Intracerebral Hemorrhage

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Symptoms of Intracerebral Hemorrhage

High blood pressure by itself often causes no symptoms, so many people who experience an intracranial hemorrhage experience their first symptoms during the brain attack itself. Symptoms of a stroke caused by intracranial hemorrhage may vary depending the size and location of the rupture, but they generally come on suddenly and quickly and usually include:

  • Severe headache
  • Nausea or vomiting
  • Numbness or tingling sensations
  • Abnormal sense of taste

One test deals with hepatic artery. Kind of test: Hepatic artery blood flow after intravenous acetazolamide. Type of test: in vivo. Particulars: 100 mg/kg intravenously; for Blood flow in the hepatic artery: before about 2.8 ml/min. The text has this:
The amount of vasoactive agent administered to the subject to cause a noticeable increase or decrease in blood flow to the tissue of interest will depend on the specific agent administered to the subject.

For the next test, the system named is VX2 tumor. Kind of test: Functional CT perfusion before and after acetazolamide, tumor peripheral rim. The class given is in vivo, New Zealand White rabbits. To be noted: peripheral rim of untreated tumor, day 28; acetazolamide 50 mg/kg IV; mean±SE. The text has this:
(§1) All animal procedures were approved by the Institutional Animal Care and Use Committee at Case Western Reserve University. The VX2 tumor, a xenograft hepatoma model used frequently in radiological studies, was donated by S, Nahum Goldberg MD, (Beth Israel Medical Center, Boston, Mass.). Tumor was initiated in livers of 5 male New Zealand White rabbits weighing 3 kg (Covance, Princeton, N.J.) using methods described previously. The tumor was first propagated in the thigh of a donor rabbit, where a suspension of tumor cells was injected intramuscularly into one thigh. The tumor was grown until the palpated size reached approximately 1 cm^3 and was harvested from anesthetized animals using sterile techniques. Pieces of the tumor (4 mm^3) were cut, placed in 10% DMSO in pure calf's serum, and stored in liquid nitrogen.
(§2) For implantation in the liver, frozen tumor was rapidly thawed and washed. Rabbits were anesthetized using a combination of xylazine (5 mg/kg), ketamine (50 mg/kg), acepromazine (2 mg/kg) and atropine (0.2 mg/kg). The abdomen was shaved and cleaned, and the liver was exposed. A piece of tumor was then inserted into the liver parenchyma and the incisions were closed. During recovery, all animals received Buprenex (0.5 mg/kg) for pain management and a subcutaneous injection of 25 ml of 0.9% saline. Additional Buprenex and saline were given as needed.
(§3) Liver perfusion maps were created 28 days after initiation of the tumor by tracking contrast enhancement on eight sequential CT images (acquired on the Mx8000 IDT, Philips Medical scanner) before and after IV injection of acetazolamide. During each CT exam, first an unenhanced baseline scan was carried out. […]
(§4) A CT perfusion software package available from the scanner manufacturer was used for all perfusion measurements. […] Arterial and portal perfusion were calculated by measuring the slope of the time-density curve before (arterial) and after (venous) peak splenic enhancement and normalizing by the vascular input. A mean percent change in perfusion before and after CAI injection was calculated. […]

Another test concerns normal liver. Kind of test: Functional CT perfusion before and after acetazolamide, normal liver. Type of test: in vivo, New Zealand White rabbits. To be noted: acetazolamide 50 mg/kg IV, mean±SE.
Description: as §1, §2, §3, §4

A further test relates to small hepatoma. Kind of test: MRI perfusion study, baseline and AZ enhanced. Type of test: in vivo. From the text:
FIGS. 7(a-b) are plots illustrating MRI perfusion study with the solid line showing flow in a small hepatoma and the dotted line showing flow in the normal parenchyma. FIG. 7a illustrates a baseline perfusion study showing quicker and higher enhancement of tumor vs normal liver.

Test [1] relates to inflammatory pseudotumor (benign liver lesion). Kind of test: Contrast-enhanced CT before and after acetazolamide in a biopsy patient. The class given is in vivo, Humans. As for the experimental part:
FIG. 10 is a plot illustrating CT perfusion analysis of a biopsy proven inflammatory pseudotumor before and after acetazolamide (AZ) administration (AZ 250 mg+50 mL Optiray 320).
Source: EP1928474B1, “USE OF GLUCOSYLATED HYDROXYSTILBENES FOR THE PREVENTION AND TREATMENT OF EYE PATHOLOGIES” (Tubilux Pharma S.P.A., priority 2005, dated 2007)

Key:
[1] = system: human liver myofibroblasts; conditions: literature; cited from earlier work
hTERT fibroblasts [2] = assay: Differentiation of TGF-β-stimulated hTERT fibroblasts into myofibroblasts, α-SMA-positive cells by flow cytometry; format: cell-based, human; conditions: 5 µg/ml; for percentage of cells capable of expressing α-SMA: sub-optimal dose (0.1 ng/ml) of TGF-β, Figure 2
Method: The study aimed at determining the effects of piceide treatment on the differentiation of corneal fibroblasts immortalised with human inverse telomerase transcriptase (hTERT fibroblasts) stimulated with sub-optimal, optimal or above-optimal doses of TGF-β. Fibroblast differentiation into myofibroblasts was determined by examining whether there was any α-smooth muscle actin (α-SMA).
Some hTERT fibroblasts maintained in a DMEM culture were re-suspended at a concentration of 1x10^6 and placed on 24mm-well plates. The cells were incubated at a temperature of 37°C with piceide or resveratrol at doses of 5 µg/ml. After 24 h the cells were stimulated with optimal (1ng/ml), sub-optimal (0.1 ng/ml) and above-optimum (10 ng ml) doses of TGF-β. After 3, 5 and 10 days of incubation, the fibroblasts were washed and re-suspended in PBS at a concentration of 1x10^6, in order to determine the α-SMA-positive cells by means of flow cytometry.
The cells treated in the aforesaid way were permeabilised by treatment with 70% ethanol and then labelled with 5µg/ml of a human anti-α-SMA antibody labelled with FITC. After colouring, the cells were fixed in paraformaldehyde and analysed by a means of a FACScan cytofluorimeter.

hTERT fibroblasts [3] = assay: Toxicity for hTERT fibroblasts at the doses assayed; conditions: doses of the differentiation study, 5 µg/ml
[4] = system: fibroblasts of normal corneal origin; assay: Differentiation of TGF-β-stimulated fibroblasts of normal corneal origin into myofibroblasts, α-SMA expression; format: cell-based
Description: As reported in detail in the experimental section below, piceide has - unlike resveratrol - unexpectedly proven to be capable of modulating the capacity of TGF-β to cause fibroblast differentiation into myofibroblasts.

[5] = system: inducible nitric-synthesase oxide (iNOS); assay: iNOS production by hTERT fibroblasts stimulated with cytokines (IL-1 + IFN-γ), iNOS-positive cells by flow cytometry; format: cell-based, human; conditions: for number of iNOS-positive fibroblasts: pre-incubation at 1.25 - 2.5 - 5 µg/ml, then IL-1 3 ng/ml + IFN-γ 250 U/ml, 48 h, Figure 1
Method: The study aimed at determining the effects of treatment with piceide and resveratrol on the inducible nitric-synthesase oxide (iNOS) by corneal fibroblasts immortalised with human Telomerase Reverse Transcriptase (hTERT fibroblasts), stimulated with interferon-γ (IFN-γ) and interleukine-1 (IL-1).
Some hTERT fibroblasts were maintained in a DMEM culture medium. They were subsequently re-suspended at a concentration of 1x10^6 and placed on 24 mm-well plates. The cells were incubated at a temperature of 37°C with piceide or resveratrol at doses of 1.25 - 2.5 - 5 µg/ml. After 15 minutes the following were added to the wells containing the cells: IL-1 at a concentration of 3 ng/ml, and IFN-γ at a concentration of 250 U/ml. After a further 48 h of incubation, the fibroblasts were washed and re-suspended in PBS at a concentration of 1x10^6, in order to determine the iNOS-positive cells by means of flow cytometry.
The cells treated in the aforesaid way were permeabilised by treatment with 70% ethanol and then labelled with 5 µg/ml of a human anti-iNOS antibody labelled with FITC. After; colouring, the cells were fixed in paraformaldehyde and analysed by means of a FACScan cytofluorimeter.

• Change in alertness – ranging from a sense of sleepiness to a loss of consciousness
  • Difficulty speaking or swallowing
  • Difficulty writing or reading
  • Loss of coordination or balance
  • Weakness or loss of motor skills
  • Nausea, vomiting
  • Facial paralysis
  • Double vision, vision loss, or other vision changes
  • Drooping eyelid, pupils of different sizes, or uncontrolled eye movements

 
A hemorrhagic stroke is an extreme medical emergency that requires immediate treatment. Anyone showing symptoms of a brain bleed should be seen in an emergency room as quickly as possible for diagnosis and treatment.

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Reviewed by: Jared Knopman, M.D.
Last reviewed/last updated: October 2017